Aircraft with cash worth several hundred million dollars were sent from Russia to Venezuela for the year since May 2018, Bloomberg learned.
The government of Venezuela this money could help circumvent US sanctions.
In total, $ 315 million in cash in dollars and euros was sent to Venezuela from Russia in six flights, writes Bloomberg with reference to the data of ImportGenius.
She compared the statistics of the Russian customs service, which she received from her sealed sources, the agency claims. The data obtained covers the period from May 2018 to April 2019.
So, according to ImportGenius, in April 2019, cash worth about $ 97 million went to Venezuela with two cargoes.
The money, according to Bloomberg, was sent by the Russian-Venezuelan Eurofinance Mosnarbank.
He has been under US sanctions since March. 25% plus 1 share in the bank belonged to VTB, the same package was in the possession of Gazprombank, the remaining share was held by the Venezuelan bank Bandes (Banco de Desarrollo Economico y Social de Venezuela). After the imposition of sanctions, VTB first, and then Gazprombank transferred shares in Eurofinance to Mosnarbank to the Federal Property Management Agency.
In January, Gazprombank, while still a shareholder of Eurofinance Mosnarbank, sent cargo from banknotes of € 100 totaling $ 113 million to Caracas, Bloomberg claims. According to him, two days earlier Gazprombank sent $ 50 million in dollar bills to Venezuela. Two more tranches totaling $ 55 million (the currency is not specified) were sent in May and July 2018, the agency writes.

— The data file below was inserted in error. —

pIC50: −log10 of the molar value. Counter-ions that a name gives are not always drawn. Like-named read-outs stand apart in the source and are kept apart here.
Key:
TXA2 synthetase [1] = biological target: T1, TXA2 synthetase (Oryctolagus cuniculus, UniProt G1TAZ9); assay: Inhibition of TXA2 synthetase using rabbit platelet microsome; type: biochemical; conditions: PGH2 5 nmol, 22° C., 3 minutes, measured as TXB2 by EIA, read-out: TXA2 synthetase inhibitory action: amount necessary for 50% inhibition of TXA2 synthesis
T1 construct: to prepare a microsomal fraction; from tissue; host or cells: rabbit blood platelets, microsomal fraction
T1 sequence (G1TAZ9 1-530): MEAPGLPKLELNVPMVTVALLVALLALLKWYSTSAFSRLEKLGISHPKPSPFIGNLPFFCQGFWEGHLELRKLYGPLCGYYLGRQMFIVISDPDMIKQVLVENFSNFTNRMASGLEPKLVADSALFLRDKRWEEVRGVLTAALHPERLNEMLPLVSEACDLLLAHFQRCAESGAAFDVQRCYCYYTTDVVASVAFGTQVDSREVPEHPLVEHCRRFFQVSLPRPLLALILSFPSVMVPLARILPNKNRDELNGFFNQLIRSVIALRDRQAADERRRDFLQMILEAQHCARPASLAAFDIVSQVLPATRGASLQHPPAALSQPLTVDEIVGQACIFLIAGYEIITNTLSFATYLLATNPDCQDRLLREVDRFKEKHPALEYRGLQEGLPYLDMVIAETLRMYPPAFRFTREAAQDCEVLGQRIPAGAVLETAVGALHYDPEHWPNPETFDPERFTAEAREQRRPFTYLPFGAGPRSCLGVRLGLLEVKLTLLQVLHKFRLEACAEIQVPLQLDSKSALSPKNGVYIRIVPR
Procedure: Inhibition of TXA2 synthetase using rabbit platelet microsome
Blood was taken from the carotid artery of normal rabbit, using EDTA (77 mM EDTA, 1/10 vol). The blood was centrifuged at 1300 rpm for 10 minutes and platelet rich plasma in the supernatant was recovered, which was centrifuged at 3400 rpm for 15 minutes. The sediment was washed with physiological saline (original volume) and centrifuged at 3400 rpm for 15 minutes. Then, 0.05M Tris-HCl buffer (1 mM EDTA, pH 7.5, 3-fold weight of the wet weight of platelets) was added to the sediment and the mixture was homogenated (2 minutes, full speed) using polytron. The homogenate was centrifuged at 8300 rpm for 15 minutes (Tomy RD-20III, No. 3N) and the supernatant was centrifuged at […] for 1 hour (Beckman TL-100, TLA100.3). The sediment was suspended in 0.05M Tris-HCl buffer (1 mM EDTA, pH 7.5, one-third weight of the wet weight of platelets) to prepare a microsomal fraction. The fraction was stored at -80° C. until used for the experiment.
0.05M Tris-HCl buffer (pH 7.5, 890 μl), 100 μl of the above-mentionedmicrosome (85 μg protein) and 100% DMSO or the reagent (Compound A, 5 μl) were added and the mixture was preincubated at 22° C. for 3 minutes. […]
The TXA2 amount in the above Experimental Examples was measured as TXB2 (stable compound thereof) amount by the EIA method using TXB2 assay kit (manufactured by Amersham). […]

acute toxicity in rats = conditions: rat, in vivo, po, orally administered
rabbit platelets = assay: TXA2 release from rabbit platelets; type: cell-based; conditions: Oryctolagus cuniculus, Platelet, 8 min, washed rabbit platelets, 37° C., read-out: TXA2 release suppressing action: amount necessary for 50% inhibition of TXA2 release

The recipient of the money sent from Russia was Bandes Bank, Bloomberg claims.
The representative of Eurofinance Mosnarbank did not respond to a request from Bloomberg. Bandes forwarded the request to the Venezuelan Ministry of Communications and Information. It did not respond to the agency. Gazprombank spokesman Anton Trifonov declined to comment on the shipment, but noted that the bank stopped working with Bandes in March 2019.
A Bloomberg source in the Venezuelan government confirmed that the country received cash in cash, “related to Eurofinance Mosnarbank,” but declined to provide details.
What is the purpose of sending funds — it is not clear how the origin of the money. Bloomberg notes that Venezuela could, for example, withdraw its funds that it held abroad, or demanded dividends from a stake in Eurofinance Mosnarbank or revenue from sales of oil and gold. In any case, this is one of the ways for the Venezuelan government and President Nicolas Maduro to circumvent the US sanctions imposed in January and March, Bloomberg believes. In August, restrictions were expanded: almost all power structures of Venezuela, including the central bank, were included in the list.